Cuck or Catch?
A little after 8 o’clock on January 31st 2017 Donald Trump announced his appointee to the Supreme Court. I had never heard of him so I decided investigate his past, perspectives and a rundown of his acceptance speech.
Neil McGill Gorsuch was born on August 29, 1967, in Denver, Colorado. Gorsuch is the son of David Gorsuch and Anne Gorsuch Burford (the first female head of the Environmental Protection Agency), but moved to Washington D.C.; as a teenager, because of his mother’s appointment to the EPA and in 1985, graduated from the Jesuit-run Georgetown Preparatory School. He received a B.A. from Columbia University in 1988. While a student at Columbia University. He earned his J.D. from Harvard Law School in 1991. At Harvard One of Gorsuch’s classmates was former President Barack Obama. Gorsuch clerked for Judge, David B. Sentelle on the United States Court of Appeals for the D.C. Circuit from 1991 to 1992, and then for United States Supreme Court with Justices Byron White and Anthony Kennedy from 1993 to 1994. From 1995 to 2005, Gorsuch was a lawyer at the Washington, D.C. law firm of Kellogg, Huber, Hansen, Todd, Evans & Figel. In 2002, Gorsuch penned an op-ed criticizing the Senate for delaying the nominations of Merrick Garland and John Roberts to the U.S. Court of Appeals for the D.C. Circuit, writing that “the most impressive judicial nominees are grossly mistreated” by the Senate. After many years of hard work, he received his doctorate in Law from Oxford University in 2004.
Later he served as Principal Deputy to the Associate Attorney General, Robert McCallum, at the U.S. Department of Justice from 2005 until 2006. On May 10, 2006, Gorsuch was nominated by President George W. Bush to the seat on the United States Court of Appeals for the Tenth Circuit. Just over two months later, on July 20, 2006, Gorsuch was confirmed by voice vote in the U.S. Senate. When Gorsuch began his tenure at the Denver appeals court, Justice Anthony Kennedy gave him the oath of office.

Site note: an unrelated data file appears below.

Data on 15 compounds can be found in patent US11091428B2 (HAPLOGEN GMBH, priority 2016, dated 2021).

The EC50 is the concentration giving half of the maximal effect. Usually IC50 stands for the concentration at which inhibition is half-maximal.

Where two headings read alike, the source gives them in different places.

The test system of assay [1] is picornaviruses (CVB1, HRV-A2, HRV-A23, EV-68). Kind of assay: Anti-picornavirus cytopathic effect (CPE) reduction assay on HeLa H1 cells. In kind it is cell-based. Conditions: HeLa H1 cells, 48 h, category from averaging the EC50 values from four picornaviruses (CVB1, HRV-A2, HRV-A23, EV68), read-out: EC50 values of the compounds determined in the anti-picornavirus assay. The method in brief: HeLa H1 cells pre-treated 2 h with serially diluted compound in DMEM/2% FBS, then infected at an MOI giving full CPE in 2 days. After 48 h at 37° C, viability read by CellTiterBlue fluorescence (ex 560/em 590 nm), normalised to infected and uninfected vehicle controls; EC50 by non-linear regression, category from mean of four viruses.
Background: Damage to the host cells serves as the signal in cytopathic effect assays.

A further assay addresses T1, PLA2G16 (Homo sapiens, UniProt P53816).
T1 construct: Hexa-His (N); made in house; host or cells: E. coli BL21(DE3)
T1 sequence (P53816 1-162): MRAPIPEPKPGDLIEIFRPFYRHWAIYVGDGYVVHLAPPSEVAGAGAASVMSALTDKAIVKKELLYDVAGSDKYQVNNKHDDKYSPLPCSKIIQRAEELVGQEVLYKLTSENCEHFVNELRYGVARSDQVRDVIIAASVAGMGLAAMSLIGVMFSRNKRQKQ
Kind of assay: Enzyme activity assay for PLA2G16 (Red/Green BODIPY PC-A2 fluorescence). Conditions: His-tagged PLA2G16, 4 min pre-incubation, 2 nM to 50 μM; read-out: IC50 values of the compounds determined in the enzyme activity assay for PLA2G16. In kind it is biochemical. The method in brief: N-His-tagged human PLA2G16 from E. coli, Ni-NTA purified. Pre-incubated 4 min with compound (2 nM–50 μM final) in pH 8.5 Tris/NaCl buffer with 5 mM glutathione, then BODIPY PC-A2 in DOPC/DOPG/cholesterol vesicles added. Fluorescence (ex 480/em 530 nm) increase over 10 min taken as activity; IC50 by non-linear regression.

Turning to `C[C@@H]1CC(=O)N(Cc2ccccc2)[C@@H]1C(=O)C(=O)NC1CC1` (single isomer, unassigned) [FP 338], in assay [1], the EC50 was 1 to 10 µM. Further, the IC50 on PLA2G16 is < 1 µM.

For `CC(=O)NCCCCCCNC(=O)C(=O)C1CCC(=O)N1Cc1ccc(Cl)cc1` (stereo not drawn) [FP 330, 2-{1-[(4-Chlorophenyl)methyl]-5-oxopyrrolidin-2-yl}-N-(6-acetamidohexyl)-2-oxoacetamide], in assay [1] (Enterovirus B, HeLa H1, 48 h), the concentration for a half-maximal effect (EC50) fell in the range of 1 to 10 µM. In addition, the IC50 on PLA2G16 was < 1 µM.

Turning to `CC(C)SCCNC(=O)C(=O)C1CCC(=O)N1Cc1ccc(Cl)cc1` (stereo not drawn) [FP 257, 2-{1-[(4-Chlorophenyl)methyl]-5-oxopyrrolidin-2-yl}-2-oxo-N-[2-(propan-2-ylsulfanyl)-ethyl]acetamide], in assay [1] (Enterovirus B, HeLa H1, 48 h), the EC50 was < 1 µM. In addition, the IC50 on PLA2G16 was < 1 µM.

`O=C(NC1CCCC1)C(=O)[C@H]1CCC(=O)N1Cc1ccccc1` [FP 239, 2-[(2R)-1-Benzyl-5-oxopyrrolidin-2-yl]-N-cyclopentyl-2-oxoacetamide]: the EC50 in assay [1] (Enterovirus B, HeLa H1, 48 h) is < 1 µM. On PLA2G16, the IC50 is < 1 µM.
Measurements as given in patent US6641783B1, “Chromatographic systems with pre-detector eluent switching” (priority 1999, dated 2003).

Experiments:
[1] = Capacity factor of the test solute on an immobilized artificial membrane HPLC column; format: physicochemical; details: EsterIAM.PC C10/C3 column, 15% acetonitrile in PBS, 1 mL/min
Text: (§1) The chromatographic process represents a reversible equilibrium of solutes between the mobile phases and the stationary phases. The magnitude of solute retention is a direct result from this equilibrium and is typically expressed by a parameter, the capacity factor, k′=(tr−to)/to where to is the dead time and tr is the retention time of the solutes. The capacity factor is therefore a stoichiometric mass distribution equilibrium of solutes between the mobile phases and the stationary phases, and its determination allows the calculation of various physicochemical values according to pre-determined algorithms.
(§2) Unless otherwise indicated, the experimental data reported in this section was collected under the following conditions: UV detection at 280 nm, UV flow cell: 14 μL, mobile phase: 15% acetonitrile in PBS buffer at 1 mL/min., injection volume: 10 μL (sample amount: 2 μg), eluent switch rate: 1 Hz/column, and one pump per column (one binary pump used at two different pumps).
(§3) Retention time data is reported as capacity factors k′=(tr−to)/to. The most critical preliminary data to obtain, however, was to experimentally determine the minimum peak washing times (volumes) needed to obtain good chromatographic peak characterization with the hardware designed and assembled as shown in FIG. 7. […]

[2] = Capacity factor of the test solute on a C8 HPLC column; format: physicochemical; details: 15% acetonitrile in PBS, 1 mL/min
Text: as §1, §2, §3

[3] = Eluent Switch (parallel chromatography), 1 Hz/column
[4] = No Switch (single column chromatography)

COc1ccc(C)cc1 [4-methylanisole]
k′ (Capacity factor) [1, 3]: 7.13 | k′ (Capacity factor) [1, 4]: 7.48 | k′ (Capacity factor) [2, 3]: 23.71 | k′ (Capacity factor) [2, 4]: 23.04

Now we will talk about his perspectives and rulings as a judge.
On money in politics: Gorsuch has opined that giving money to politicians while running campaigns is a “fundamental right” that should be afforded the highest standard of constitutional protection, known as strict scrutiny. So he essentially supports citizens united, which seems to run contrary to the Trump-Pence campaign promises of “draining the swamp”; and also seems to lend legitimacy to the idea of a corporatist takeover of the administration after officials were appointed from wall-street such as Goldman Sachs.
On freedom of religion: Gorsuch advocates a broad definition of religious freedom and sided with Christian employers and religious organizations in the cases of Burwell vs Hobby Lobby Stores, Inc. and the case of Little Sisters of the Poor Home for the Aged vs Burwell, later consolidated into Zubik vs Burwell. Gorsuch himself is an Episcopalian and supports religious freedoms. (He would probably would rule on the side of outlawing abortion)
On Interstate commerce: Gorsuch has been an opponent of the dormant commerce clause, which allows state laws to be declared unconstitutional if they too greatly burden interstate commerce. In his opinion for the 2015 case of Energy and Environmental Legal Institute v. Joshua Epel, Gorsuch opined that Colorado’s mandates for renewable energy did not violate the commerce clause by putting out-of-state coal companies at a disadvantage. Gorsuch wrote that the Colorado renewable energy law “isn’t a price-control statute, it doesn’t link prices paid in Colorado with those paid out of state, and it does not discriminate against out-of-staters”.